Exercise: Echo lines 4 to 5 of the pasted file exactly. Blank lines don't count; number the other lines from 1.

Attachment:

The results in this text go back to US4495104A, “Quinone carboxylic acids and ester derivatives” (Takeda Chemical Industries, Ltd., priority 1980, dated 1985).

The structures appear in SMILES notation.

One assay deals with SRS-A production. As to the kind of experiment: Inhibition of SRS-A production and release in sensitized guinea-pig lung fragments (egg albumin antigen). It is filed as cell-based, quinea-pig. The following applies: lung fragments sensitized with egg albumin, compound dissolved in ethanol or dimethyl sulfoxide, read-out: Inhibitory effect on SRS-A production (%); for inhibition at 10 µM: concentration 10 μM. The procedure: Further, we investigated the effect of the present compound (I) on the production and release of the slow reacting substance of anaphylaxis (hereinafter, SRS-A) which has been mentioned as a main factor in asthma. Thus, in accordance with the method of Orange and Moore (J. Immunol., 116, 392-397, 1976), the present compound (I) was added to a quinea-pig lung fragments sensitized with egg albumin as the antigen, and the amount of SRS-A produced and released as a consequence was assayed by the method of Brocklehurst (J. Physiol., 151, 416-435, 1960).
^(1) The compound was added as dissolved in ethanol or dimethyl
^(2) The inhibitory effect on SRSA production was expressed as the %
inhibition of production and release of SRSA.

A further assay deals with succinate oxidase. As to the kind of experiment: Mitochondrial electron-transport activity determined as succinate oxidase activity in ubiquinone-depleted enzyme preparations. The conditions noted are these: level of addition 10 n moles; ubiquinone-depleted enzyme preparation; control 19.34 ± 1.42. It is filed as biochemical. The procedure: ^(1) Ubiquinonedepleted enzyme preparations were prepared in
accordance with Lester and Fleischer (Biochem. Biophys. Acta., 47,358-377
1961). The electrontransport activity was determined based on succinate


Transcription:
^(1) The compound was added as dissolved in ethanol or dimethyl
^(2) The inhibitory effect on SRSA production was expressed as the %